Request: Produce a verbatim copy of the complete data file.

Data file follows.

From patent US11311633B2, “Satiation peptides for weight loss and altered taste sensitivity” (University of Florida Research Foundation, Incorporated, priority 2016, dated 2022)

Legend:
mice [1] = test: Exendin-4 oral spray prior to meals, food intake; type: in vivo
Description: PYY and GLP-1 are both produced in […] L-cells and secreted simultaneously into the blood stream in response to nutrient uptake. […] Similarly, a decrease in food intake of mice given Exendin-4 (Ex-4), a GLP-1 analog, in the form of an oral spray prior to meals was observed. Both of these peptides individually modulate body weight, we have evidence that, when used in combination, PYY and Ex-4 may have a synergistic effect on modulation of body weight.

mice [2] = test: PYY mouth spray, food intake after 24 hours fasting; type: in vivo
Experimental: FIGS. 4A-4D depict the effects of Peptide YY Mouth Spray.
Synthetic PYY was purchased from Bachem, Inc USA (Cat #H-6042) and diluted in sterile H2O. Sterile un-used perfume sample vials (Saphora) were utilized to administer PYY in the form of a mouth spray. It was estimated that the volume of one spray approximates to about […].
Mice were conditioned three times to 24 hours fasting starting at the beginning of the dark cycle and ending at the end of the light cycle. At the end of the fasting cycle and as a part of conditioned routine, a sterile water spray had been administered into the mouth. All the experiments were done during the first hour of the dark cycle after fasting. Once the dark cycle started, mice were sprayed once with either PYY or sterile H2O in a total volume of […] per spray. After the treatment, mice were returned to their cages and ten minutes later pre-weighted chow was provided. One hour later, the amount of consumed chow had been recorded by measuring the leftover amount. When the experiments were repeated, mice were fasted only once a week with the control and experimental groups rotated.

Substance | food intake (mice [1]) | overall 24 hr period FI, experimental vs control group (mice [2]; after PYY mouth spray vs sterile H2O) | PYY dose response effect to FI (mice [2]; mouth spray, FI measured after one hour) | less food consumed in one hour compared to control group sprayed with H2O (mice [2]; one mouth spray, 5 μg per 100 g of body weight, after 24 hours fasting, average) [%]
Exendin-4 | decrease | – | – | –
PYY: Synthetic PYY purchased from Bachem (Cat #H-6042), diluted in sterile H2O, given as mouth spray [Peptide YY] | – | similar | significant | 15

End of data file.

From patent US11311633B2, “Satiation peptides for weight loss and altered taste sensitivity” (University of Florida Research Foundation, Incorporated, priority 2016, dated 2022)

Legend:
mice [1] = test: Exendin-4 oral spray prior to meals, food intake; type: in vivo
Description: PYY and GLP-1 are both produced in […] L-cells and secreted simultaneously into the blood stream in response to nutrient uptake. […] Similarly, a decrease in food intake of mice given Exendin-4 (Ex-4), a GLP-1 analog, in the form of an oral spray prior to meals was observed. Both of these peptides individually modulate body weight, we have evidence that, when used in combination, PYY and Ex-4 may have a synergistic effect on modulation of body weight.

mice [2] = test: PYY mouth spray, food intake after 24 hours fasting; type: in vivo
Experimental: FIGS. 4A-4D depict the effects of Peptide YY Mouth Spray.
Synthetic PYY was purchased from Bachem, Inc USA (Cat #H-6042) and diluted in sterile H2O. Sterile un-used perfume sample vials (Saphora) were utilized to administer PYY in the form of a mouth spray. It was estimated that the volume of one spray approximates to about […].
Mice were conditioned three times to 24 hours fasting starting at the beginning of the dark cycle and ending at the end of the light cycle. At the end of the fasting cycle and as a part of conditioned routine, a sterile water spray had been administered into the mouth. All the experiments were done during the first hour of the dark cycle after fasting. Once the dark cycle started, mice were sprayed once with either PYY or sterile H2O in a total volume of […] per spray. After the treatment, mice were returned to their cages and ten minutes later pre-weighted chow was provided. One hour later, the amount of consumed chow had been recorded by measuring the leftover amount. When the experiments were repeated, mice were fasted only once a week with the control and experimental groups rotated.

Substance | food intake (mice [1]) | overall 24 hr period FI, experimental vs control group (mice [2]; after PYY mouth spray vs sterile H2O) | PYY dose response effect to FI (mice [2]; mouth spray, FI measured after one hour) | less food consumed in one hour compared to control group sprayed with H2O (mice [2]; one mouth spray, 5 μg per 100 g of body weight, after 24 hours fasting, average) [%]
Exendin-4 | decrease | – | – | –
PYY: Synthetic PYY purchased from Bachem (Cat #H-6042), diluted in sterile H2O, given as mouth spray [Peptide YY] | – | similar | significant | 15